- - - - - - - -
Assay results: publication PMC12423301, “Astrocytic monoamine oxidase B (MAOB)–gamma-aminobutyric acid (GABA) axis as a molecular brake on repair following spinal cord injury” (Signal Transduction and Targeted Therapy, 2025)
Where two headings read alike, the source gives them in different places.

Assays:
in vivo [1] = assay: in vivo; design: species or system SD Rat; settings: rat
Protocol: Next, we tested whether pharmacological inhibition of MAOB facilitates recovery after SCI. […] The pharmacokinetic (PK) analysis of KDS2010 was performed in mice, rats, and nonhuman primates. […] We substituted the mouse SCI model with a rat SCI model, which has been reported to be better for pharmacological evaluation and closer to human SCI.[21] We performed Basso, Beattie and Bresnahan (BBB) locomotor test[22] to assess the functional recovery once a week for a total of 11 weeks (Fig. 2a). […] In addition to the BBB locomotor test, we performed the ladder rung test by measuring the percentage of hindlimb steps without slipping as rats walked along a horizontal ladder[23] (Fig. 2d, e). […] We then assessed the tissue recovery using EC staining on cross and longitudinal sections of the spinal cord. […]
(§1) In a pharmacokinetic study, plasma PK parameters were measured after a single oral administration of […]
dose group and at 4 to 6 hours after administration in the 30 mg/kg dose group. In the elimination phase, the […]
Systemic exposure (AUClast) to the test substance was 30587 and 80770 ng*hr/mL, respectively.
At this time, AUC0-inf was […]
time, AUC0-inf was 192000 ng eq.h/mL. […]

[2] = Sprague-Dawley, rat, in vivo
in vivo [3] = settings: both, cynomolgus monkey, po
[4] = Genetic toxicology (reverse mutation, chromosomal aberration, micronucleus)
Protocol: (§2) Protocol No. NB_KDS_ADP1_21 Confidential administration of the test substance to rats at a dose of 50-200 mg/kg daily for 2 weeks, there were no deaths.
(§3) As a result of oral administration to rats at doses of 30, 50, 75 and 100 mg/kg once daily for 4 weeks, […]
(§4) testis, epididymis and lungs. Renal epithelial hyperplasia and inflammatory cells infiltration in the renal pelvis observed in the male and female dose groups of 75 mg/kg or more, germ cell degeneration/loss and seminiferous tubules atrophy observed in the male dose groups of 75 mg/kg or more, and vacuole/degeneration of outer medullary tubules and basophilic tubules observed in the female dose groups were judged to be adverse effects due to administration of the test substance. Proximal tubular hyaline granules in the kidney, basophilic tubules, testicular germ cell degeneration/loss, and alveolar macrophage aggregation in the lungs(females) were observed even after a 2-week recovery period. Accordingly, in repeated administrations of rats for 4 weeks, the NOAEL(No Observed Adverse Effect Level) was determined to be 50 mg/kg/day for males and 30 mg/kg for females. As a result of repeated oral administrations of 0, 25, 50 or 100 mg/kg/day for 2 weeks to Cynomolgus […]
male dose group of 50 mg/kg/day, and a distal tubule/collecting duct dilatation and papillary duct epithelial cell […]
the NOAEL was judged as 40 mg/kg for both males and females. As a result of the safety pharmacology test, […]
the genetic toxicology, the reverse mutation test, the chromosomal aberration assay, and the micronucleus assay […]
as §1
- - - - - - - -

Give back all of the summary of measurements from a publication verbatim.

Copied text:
Assay results: publication PMC12423301, “Astrocytic monoamine oxidase B (MAOB)–gamma-aminobutyric acid (GABA) axis as a molecular brake on repair following spinal cord injury” (Signal Transduction and Targeted Therapy, 2025)
Where two headings read alike, the source gives them in different places.

Assays:
in vivo [1] = assay: in vivo; design: species or system SD Rat; settings: rat
Protocol: Next, we tested whether pharmacological inhibition of MAOB facilitates recovery after SCI. […] The pharmacokinetic (PK) analysis of KDS2010 was performed in mice, rats, and nonhuman primates. […] We substituted the mouse SCI model with a rat SCI model, which has been reported to be better for pharmacological evaluation and closer to human SCI.[21] We performed Basso, Beattie and Bresnahan (BBB) locomotor test[22] to assess the functional recovery once a week for a total of 11 weeks (Fig. 2a). […] In addition to the BBB locomotor test, we performed the ladder rung test by measuring the percentage of hindlimb steps without slipping as rats walked along a horizontal ladder[23] (Fig. 2d, e). […] We then assessed the tissue recovery using EC staining on cross and longitudinal sections of the spinal cord. […]
(§1) In a pharmacokinetic study, plasma PK parameters were measured after a single oral administration of […]
dose group and at 4 to 6 hours after administration in the 30 mg/kg dose group. In the elimination phase, the […]
Systemic exposure (AUClast) to the test substance was 30587 and 80770 ng*hr/mL, respectively.
At this time, AUC0-inf was […]
time, AUC0-inf was 192000 ng eq.h/mL. […]

[2] = Sprague-Dawley, rat, in vivo
in vivo [3] = settings: both, cynomolgus monkey, po
[4] = Genetic toxicology (reverse mutation, chromosomal aberration, micronucleus)
Protocol: (§2) Protocol No. NB_KDS_ADP1_21 Confidential administration of the test substance to rats at a dose of 50-200 mg/kg daily for 2 weeks, there were no deaths.
(§3) As a result of oral administration to rats at doses of 30, 50, 75 and 100 mg/kg once daily for 4 weeks, […]
(§4) testis, epididymis and lungs. Renal epithelial hyperplasia and inflammatory cells infiltration in the renal pelvis observed in the male and female dose groups of 75 mg/kg or more, germ cell degeneration/loss and seminiferous tubules atrophy observed in the male dose groups of 75 mg/kg or more, and vacuole/degeneration of outer medullary tubules and basophilic tubules observed in the female dose groups were judged to be adverse effects due to administration of the test substance. Proximal tubular hyaline granules in the kidney, basophilic tubules, testicular germ cell degeneration/loss, and alveolar macrophage aggregation in the lungs(females) were observed even after a 2-week recovery period. Accordingly, in repeated administrations of rats for 4 weeks, the NOAEL(No Observed Adverse Effect Level) was determined to be 50 mg/kg/day for males and 30 mg/kg for females. As a result of repeated oral administrations of 0, 25, 50 or 100 mg/kg/day for 2 weeks to Cynomolgus […]
male dose group of 50 mg/kg/day, and a distal tubule/collecting duct dilatation and papillary duct epithelial cell […]
the NOAEL was judged as 40 mg/kg for both males and females. As a result of the safety pharmacology test, […]
the genetic toxicology, the reverse mutation test, the chromosomal aberration assay, and the micronucleus assay […]
as §1